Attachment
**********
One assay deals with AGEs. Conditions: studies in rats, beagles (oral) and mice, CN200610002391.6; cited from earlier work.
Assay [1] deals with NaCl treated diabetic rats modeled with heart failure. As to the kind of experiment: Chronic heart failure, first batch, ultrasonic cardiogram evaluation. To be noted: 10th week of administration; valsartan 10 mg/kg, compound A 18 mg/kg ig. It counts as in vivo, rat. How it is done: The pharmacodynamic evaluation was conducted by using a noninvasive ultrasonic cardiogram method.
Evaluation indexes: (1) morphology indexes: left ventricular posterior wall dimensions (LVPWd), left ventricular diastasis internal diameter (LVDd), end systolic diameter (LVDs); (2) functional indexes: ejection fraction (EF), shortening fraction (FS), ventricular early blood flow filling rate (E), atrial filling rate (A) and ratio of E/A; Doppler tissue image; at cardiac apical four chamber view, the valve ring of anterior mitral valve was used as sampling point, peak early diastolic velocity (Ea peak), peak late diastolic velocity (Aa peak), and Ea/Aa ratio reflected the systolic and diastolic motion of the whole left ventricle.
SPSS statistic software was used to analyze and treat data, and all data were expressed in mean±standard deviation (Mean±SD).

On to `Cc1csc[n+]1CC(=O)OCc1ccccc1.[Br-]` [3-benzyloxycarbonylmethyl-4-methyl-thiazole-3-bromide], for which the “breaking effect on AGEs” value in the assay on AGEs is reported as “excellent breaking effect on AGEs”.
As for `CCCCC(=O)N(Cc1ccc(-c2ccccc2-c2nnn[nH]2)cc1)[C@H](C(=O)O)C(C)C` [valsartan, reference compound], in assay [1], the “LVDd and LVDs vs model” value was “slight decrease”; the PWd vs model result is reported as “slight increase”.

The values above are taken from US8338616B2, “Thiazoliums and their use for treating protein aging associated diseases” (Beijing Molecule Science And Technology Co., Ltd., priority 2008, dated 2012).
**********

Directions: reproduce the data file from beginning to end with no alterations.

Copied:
One assay deals with AGEs. Conditions: studies in rats, beagles (oral) and mice, CN200610002391.6; cited from earlier work.
Assay [1] deals with NaCl treated diabetic rats modeled with heart failure. As to the kind of experiment: Chronic heart failure, first batch, ultrasonic cardiogram evaluation. To be noted: 10th week of administration; valsartan 10 mg/kg, compound A 18 mg/kg ig. It counts as in vivo, rat. How it is done: The pharmacodynamic evaluation was conducted by using a noninvasive ultrasonic cardiogram method.
Evaluation indexes: (1) morphology indexes: left ventricular posterior wall dimensions (LVPWd), left ventricular diastasis internal diameter (LVDd), end systolic diameter (LVDs); (2) functional indexes: ejection fraction (EF), shortening fraction (FS), ventricular early blood flow filling rate (E), atrial filling rate (A) and ratio of E/A; Doppler tissue image; at cardiac apical four chamber view, the valve ring of anterior mitral valve was used as sampling point, peak early diastolic velocity (Ea peak), peak late diastolic velocity (Aa peak), and Ea/Aa ratio reflected the systolic and diastolic motion of the whole left ventricle.
SPSS statistic software was used to analyze and treat data, and all data were expressed in mean±standard deviation (Mean±SD).

On to `Cc1csc[n+]1CC(=O)OCc1ccccc1.[Br-]` [3-benzyloxycarbonylmethyl-4-methyl-thiazole-3-bromide], for which the “breaking effect on AGEs” value in the assay on AGEs is reported as “excellent breaking effect on AGEs”.
As for `CCCCC(=O)N(Cc1ccc(-c2ccccc2-c2nnn[nH]2)cc1)[C@H](C(=O)O)C(C)C` [valsartan, reference compound], in assay [1], the “LVDd and LVDs vs model” value was “slight decrease”; the PWd vs model result is reported as “slight increase”.

The values above are taken from US8338616B2, “Thiazoliums and their use for treating protein aging associated diseases” (Beijing Molecule Science And Technology Co., Ltd., priority 2008, dated 2012).